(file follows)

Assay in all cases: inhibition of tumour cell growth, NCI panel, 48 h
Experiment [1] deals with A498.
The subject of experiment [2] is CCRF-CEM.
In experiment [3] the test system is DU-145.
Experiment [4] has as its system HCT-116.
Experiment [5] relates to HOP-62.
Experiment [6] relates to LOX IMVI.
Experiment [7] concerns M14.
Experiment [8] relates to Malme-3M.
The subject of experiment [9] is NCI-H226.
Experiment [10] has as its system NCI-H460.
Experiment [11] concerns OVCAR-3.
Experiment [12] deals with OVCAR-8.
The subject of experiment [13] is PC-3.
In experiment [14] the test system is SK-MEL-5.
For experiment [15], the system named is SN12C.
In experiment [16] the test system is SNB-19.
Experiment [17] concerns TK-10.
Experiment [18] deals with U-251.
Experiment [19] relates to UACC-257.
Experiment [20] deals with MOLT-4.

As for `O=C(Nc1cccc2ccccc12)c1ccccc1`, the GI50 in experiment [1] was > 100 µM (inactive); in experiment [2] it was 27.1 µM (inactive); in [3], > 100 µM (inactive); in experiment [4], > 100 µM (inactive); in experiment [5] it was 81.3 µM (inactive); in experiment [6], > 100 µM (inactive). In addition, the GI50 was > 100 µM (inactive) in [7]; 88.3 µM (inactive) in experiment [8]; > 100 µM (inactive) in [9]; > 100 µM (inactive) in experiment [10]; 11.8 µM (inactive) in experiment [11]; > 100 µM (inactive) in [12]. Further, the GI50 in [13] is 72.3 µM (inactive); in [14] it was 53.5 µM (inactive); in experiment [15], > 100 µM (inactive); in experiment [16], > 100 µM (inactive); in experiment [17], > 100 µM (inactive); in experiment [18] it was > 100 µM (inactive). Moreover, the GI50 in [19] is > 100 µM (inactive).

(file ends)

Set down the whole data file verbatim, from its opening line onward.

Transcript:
Assay in all cases: inhibition of tumour cell growth, NCI panel, 48 h
Experiment [1] deals with A498.
The subject of experiment [2] is CCRF-CEM.
In experiment [3] the test system is DU-145.
Experiment [4] has as its system HCT-116.
Experiment [5] relates to HOP-62.
Experiment [6] relates to LOX IMVI.
Experiment [7] concerns M14.
Experiment [8] relates to Malme-3M.
The subject of experiment [9] is NCI-H226.
Experiment [10] has as its system NCI-H460.
Experiment [11] concerns OVCAR-3.
Experiment [12] deals with OVCAR-8.
The subject of experiment [13] is PC-3.
In experiment [14] the test system is SK-MEL-5.
For experiment [15], the system named is SN12C.
In experiment [16] the test system is SNB-19.
Experiment [17] concerns TK-10.
Experiment [18] deals with U-251.
Experiment [19] relates to UACC-257.
Experiment [20] deals with MOLT-4.

As for `O=C(Nc1cccc2ccccc12)c1ccccc1`, the GI50 in experiment [1] was > 100 µM (inactive); in experiment [2] it was 27.1 µM (inactive); in [3], > 100 µM (inactive); in experiment [4], > 100 µM (inactive); in experiment [5] it was 81.3 µM (inactive); in experiment [6], > 100 µM (inactive). In addition, the GI50 was > 100 µM (inactive) in [7]; 88.3 µM (inactive) in experiment [8]; > 100 µM (inactive) in [9]; > 100 µM (inactive) in experiment [10]; 11.8 µM (inactive) in experiment [11]; > 100 µM (inactive) in [12]. Further, the GI50 in [13] is 72.3 µM (inactive); in [14] it was 53.5 µM (inactive); in experiment [15], > 100 µM (inactive); in experiment [16], > 100 µM (inactive); in experiment [17], > 100 µM (inactive); in experiment [18] it was > 100 µM (inactive). Moreover, the GI50 in [19] is > 100 µM (inactive).